Photodynamic therapy might not be a brand new treatment in the world of cosmetic dermatology, but it is making waves as a skin cancer treatment. Want to know a bit more about photodynamic therapy and how it could end up saving your life? Here's a little bit more information for you.
Photodynamic therapy, also known as PDT, is a form of light therapy that's commonly used as a skin cancer treatment. This treatment makes use of photosensitizing agents. Combined with light, these agents work to eliminate the presence of cancerous cells. One of the most important things to note is that the photosensitizing agents used for this treatment are only activated when a certain type of light is used. In most cases, this light will take the form of a laser or LED. This treatment is an outpatient procedure, and it's typically used in tandem with other cancer treatments such as Mohs surgery or radiation therapy.
Photodynamic therapy can treat multiple types of skin cancer. In addition, there are no long-term side effects when photodynamic therapy is applied properly. As we mentioned above, this treatment is also performed as an outpatient procedure. Not only does that mean you don't have to stay in the hospital, but it also means that you'll be in and out of your procedure without taking a large chunk of time out of your day or week. One of the biggest benefits of photodynamic therapy is how precise it is. PDT is similar to Mohs in this way because it allows doctors to target and destroy very specific cells without damaging any surrounding healthy tissue. Finally, this form of cancer treatment is typically more cost effective than more traditional methods like surgery or chemotherapy.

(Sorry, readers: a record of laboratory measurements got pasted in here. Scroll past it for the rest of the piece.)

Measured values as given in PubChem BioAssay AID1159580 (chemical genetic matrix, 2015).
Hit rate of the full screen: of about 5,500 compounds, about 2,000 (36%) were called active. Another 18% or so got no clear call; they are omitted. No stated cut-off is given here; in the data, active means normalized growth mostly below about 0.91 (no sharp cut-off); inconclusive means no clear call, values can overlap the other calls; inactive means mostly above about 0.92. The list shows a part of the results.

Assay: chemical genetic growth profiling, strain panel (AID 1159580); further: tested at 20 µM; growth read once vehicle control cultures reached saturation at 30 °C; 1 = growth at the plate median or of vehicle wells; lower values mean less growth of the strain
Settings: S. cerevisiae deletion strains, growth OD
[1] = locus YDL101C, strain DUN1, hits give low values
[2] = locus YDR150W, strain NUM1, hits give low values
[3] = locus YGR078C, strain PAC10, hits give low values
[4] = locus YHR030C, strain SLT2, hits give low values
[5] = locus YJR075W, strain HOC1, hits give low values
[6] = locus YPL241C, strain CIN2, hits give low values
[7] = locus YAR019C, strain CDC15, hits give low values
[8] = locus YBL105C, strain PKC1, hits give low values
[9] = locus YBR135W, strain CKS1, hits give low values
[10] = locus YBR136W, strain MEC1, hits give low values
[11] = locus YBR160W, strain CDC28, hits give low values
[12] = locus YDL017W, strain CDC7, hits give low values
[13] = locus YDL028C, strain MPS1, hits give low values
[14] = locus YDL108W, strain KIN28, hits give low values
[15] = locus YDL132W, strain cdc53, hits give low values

Like any cancer treatment, photodynamic therapy isn't without its limits. The first and most important limitation that you need to be aware of is that PDT is only effective in areas where light can reach. This means it's an excellent choice for surface-level skin cancer, but not so much for cancers that have grown deeper into other organs or beneath the skin. In addition, the photosensitizing agents can leave the skin with light sensitivity for a certain period of time post-procedure. This means patients need to be extremely careful about sun exposure once they've finished their treatment. While there aren't too many limitations, it's still important to understand the actual scope of what this treatment can do for you before investing.
As we mentioned earlier, photodynamic therapy is a great treatment option for certain types of skin cancer. Cancers like basal cell carcinoma and squamous cell carcinoma, for example, are both excellent candidates for PDT treatment. A skin cancer diagnosis like melanoma, on the other hand, might be a little bit trickier. Since melanoma spreads quickly and can grow deep into the skin tissue, it's possible that photodynamic therapy might not be able to treat the full extent of the cancerous growth without being used in combination with a procedure like Mohs.
If you're worried about early signs of skin cancer and need to set up a skin cancer screening, contact our team at North Pacific Dermatology to set up an appointment today.